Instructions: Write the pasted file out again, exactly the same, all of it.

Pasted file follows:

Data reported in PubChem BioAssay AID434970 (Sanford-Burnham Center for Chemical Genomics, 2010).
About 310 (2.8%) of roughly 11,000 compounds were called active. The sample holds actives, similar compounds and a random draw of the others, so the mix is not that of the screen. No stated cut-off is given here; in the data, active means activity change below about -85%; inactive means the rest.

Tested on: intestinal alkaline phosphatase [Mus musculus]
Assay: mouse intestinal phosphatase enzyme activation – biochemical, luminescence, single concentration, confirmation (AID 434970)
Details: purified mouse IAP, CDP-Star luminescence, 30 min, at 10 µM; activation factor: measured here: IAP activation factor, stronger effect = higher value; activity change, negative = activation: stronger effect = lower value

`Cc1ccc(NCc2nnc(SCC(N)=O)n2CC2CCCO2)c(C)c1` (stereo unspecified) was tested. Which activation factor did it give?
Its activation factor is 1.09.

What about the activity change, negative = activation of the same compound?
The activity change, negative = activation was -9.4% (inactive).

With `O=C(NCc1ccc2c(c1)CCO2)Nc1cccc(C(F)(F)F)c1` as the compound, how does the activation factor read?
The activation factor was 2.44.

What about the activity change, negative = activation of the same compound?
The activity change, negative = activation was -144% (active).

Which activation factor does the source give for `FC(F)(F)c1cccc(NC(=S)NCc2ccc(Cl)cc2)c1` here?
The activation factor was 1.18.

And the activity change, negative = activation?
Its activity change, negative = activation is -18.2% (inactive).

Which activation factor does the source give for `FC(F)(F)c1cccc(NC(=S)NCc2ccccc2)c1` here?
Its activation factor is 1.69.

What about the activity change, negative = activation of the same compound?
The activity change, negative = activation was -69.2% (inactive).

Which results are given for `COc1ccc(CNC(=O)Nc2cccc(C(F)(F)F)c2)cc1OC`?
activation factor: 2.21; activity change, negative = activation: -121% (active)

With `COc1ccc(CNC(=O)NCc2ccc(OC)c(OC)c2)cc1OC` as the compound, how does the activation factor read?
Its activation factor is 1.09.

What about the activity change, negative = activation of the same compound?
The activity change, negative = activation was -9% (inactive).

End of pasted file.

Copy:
Data reported in PubChem BioAssay AID434970 (Sanford-Burnham Center for Chemical Genomics, 2010).
About 310 (2.8%) of roughly 11,000 compounds were called active. The sample holds actives, similar compounds and a random draw of the others, so the mix is not that of the screen. No stated cut-off is given here; in the data, active means activity change below about -85%; inactive means the rest.

Tested on: intestinal alkaline phosphatase [Mus musculus]
Assay: mouse intestinal phosphatase enzyme activation – biochemical, luminescence, single concentration, confirmation (AID 434970)
Details: purified mouse IAP, CDP-Star luminescence, 30 min, at 10 µM; activation factor: measured here: IAP activation factor, stronger effect = higher value; activity change, negative = activation: stronger effect = lower value

`Cc1ccc(NCc2nnc(SCC(N)=O)n2CC2CCCO2)c(C)c1` (stereo unspecified) was tested. Which activation factor did it give?
Its activation factor is 1.09.

What about the activity change, negative = activation of the same compound?
The activity change, negative = activation was -9.4% (inactive).

With `O=C(NCc1ccc2c(c1)CCO2)Nc1cccc(C(F)(F)F)c1` as the compound, how does the activation factor read?
The activation factor was 2.44.

What about the activity change, negative = activation of the same compound?
The activity change, negative = activation was -144% (active).

Which activation factor does the source give for `FC(F)(F)c1cccc(NC(=S)NCc2ccc(Cl)cc2)c1` here?
The activation factor was 1.18.

And the activity change, negative = activation?
Its activity change, negative = activation is -18.2% (inactive).

Which activation factor does the source give for `FC(F)(F)c1cccc(NC(=S)NCc2ccccc2)c1` here?
Its activation factor is 1.69.

What about the activity change, negative = activation of the same compound?
The activity change, negative = activation was -69.2% (inactive).

Which results are given for `COc1ccc(CNC(=O)Nc2cccc(C(F)(F)F)c2)cc1OC`?
activation factor: 2.21; activity change, negative = activation: -121% (active)

With `COc1ccc(CNC(=O)NCc2ccc(OC)c(OC)c2)cc1OC` as the compound, how does the activation factor read?
Its activation factor is 1.09.

What about the activity change, negative = activation of the same compound?
The activity change, negative = activation was -9% (inactive).